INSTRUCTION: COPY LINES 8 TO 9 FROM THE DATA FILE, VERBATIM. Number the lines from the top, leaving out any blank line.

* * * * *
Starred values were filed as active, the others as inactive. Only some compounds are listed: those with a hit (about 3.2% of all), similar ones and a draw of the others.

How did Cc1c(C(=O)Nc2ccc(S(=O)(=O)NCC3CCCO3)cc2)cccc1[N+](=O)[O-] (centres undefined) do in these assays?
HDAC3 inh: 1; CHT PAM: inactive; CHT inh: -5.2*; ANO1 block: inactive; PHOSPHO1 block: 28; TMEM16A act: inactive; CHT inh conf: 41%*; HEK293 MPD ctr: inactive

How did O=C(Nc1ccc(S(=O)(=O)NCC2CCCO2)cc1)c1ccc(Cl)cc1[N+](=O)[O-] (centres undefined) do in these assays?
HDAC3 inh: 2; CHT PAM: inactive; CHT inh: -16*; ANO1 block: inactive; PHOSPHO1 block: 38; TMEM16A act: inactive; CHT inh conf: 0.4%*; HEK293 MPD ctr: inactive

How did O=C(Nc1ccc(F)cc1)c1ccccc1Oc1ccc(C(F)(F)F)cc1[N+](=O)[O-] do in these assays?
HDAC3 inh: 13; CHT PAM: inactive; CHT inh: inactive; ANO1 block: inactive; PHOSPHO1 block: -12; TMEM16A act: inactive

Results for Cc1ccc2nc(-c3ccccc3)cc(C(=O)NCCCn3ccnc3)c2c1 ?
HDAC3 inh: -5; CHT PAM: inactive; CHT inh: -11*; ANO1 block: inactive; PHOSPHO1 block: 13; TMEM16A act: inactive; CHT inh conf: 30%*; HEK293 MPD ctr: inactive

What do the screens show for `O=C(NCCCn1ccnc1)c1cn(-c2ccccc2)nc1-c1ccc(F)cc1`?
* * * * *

Results for Cc1ccc2nc(-c3ccccc3)cc(C(=O)NCCCn3ccnc3)c2c1 ?
HDAC3 inh: -5; CHT PAM: inactive; CHT inh: -11*; ANO1 block: inactive; PHOSPHO1 block: 13; TMEM16A act: inactive; CHT inh conf: 30%*; HEK293 MPD ctr: inactive